Activism is about bringing to life ideas regarding power, fairness, democracy, and hope. What relationships exist between activism and education? How can educators leverage these relationships to support student achievement, equity, and well-being?

This research summary is part of "What Works? Research into Practice", produced by a partnership between the Ontario Association of Deans of Education and the Student Achievement Division.

Viewed 68 times.
Think About It! Renewing Our Commitment to Teaching for Critical Thinking in the Social Studies and History CurriculaAuthor(s): Horton, T.A. (2017)
Effective critical thinking does not require students to just “think”; rather, it requires that they think about “something.” How can critical thinking help students to work in and through the curricular areas?

This research summary is part of "What Works? Research into Practice", produced by a partnership between the Ontario Association of Deans of Education and the Student Achievement Division.

Viewed 5 times.
Meaningful Making: Establishing a Makerspace in Your School or ClassroomAuthor(s): Hughes, J. (2017)
Makerspaces are creative spaces where people gather to tinker, create, invent, and learn. What do educators need to understand about maker pedagogies, and how can maker pedagogies support student learning across subject areas?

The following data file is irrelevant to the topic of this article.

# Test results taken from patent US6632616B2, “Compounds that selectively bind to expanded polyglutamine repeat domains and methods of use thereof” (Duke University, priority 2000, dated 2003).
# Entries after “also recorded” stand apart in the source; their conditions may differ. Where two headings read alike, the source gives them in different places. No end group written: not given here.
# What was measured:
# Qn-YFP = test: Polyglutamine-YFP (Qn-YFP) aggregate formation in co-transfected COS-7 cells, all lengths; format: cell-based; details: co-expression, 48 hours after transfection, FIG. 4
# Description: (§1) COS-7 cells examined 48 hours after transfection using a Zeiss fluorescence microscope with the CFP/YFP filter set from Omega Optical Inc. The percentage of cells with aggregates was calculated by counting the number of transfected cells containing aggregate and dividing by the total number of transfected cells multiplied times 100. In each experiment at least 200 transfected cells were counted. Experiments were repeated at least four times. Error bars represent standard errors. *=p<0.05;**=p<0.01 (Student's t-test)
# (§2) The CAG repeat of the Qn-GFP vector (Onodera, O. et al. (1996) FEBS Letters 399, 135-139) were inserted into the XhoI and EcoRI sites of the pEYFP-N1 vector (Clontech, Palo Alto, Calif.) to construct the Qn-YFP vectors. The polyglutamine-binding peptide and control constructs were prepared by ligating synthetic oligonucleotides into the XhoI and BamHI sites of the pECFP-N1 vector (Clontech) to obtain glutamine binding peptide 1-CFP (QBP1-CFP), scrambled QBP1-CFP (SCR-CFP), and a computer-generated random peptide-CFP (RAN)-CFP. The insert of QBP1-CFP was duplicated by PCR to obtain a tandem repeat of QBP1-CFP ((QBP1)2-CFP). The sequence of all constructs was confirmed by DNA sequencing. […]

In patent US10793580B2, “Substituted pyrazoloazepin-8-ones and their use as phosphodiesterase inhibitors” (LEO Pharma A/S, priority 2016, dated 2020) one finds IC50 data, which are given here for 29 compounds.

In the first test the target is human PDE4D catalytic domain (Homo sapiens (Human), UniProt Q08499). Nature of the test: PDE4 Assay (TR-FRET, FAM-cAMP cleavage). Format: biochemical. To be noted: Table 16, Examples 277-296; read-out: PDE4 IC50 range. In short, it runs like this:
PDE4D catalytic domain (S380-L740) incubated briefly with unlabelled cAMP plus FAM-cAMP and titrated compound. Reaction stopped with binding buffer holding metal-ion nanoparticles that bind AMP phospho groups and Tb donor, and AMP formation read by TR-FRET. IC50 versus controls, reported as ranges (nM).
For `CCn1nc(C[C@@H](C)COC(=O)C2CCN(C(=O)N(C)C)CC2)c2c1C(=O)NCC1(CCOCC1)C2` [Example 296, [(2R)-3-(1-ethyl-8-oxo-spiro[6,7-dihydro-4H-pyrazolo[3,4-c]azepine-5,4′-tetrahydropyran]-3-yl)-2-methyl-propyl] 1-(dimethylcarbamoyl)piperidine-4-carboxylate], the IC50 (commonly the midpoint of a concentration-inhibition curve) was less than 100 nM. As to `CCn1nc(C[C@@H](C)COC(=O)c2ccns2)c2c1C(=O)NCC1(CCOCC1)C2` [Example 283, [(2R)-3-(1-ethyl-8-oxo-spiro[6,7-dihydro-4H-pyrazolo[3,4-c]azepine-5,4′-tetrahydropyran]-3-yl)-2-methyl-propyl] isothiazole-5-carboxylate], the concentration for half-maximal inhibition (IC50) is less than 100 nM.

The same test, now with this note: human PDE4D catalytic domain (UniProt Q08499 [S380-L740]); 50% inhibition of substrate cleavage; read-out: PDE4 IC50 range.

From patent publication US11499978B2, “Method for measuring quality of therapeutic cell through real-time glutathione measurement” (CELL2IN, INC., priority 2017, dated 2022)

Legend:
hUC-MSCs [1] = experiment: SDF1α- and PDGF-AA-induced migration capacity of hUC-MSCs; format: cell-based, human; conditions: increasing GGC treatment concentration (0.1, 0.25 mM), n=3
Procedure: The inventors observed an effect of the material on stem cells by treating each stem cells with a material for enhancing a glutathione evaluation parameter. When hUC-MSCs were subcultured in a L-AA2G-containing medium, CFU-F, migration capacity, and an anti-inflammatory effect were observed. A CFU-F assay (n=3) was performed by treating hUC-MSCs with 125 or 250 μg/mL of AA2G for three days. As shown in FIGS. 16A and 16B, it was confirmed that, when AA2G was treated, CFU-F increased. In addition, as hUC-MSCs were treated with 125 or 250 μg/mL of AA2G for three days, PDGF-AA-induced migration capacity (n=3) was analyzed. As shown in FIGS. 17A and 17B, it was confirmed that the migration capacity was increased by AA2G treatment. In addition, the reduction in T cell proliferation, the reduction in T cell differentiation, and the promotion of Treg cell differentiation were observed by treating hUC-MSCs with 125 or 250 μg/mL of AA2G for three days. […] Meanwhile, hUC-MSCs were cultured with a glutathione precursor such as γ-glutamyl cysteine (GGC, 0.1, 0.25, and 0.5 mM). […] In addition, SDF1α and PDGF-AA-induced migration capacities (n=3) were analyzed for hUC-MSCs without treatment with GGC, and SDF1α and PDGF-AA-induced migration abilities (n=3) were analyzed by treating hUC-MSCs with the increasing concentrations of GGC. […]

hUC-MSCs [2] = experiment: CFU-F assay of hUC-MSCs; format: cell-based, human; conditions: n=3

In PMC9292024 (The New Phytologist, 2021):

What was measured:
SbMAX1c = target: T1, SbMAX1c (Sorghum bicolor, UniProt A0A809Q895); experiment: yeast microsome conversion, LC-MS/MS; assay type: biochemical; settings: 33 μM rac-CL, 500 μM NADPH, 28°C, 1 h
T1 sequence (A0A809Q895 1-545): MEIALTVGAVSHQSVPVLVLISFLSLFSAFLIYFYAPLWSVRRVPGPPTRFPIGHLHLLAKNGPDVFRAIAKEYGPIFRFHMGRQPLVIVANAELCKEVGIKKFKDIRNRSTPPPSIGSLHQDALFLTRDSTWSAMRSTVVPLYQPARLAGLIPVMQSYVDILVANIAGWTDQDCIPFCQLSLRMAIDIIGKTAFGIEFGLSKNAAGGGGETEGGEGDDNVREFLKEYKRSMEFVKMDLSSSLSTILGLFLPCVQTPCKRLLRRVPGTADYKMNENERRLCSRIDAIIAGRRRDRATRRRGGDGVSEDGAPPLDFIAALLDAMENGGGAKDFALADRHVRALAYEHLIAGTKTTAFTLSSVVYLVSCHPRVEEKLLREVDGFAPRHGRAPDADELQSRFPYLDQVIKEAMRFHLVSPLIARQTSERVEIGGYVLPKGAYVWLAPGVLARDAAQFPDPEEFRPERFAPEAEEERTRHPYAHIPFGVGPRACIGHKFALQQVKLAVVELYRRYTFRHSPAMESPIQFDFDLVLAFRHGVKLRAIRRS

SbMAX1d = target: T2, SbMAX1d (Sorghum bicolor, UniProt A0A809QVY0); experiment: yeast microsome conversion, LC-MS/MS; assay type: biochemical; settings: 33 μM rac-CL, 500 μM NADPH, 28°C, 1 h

This research summary is part of "What Works? Research into Practice", produced by a partnership between the Ontario Association of Deans of Education and the Student Achievement Division.

Viewed 48 times.
Computer Coding in the K–8 Mathematics Curriculum?Author(s): Gadanidis, G., Brodie, I., Minniti, L., & Silver, B. (2017)
The trend of adding some form of computer coding to curriculum is an international phenomenon. How exactly should computer coding fit in the curriculum? Should it be its own subject? Should it be integrated with other subjects?

This research summary is part of "What Works? Research into Practice", produced by a partnership between the Ontario Association of Deans of Education and the Student Achievement Division.

Viewed 36 times.
Financial Literacy Education: Navigating a ParadoxAuthor(s): Pinto, L.E. (2017)
While financial knowledge is indisputably useful, financial literacy education is far from a recipe for individual or collective prosperity. What can educators do to cultivate financially literate students?

This research summary is part of "What Works? Research into Practice", produced by a partnership between the Ontario Association of Deans of Education and the Student Achievement Division.

Viewed 21 times.
Science 3D: Discovery, Design & Development through MakerspacesAuthor(s): Hughes, J., Morrison, L., Thompson, S. (2017)
Community makerspaces have become a widespread phenomenon; however, these Do-It-Yourself (DIY) models, rooted in design thinking and innovation, are beginning to move into the realm of formal education. This research investigated the impact of using "makerspace" pedagogies in the teaching and learning process to bridge the gap between our technology-infused world and Ontario's curriculum. Researchers discovered that...